Polygamy in the Monogamous World: Multicultural Challenges for Western Law and Policy

By Martha Bailey; Amy J. Kaufman | Go to book overview

Chapter 5
How Monogamous
Countries Should
Respond

Polygamy

Recognition of Marital Status

Generally, a married couple can be confident that they will be treated as a married couple when they cross the border and enter a new country, despite the difference in marriage laws between the two countries. Every country has its own marriage laws, and also its own rules regarding recognition of foreign marriages. The rules of recognition vary, but generally countries apply the rule of lex loci celebrationis (the law of the place of celebration) or the “personal law of each party,” that is, the law that defines the personal status of each party. Countries that determine validity of marriage in accordance with personal law vary in approach. Some apply the law of each party’s nationality, some the law of each party’s domicile, some the law of each party’s habitual residence.1 Generally, the principle of “universality” is applied to marital status; that is, a status validly acquired under the lex loci celebrationis or under a party’s personal law will be recognized everywhere.2 There is an obvious convenience to this approach.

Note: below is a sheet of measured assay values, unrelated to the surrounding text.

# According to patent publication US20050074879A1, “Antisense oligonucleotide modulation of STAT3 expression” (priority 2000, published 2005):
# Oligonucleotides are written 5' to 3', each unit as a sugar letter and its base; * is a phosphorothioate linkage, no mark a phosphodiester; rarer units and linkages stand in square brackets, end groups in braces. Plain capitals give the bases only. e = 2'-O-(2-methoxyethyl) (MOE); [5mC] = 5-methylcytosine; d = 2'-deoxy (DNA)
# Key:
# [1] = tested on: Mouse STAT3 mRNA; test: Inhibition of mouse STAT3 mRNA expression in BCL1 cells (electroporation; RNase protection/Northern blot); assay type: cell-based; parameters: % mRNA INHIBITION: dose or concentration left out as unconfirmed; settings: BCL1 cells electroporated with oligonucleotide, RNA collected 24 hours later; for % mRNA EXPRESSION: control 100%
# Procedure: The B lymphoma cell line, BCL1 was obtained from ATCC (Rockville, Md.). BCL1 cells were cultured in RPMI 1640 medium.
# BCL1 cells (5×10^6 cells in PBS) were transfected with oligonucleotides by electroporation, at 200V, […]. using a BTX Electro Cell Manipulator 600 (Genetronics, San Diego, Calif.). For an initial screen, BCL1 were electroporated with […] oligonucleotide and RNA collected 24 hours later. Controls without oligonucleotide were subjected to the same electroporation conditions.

An exception to the principle of universality applies when recognition of a foreign marriage would manifestly violate a country’s public policy.3 The discretion to refuse recognition of a foreign marriage on this basis is rarely exercised. An English court, considering whether to recognize an Egyptian marriage between an uncle and a niece that would have been within the prohibited degrees of consanguinity under English marriage law, said “it would be altogether too queasy a judicial conscience which would recoil from a marriage acceptable to many peoples of deep religious convictions, lofty ethical standards and high civilisation.”4 In

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Polygamy in the Monogamous World: Multicultural Challenges for Western Law and Policy
Table of contents

Table of contents

  • Title Page i
  • Contents v
  • Acknowledgments vii
  • Chapter 1 - Introduction 1
  • Chapter 2 - Polygamy in Africa, the Middle East, and Asia 7
  • Chapter 3 - Plural Unions 69
  • Chapter 4 - Principles That Should Inform Public Policy 133
  • Chapter 5 - How Monogamous Countries Should Respond 143
  • Notes 189
  • Bibliography 245
  • Index 271
  • About the Authors 279
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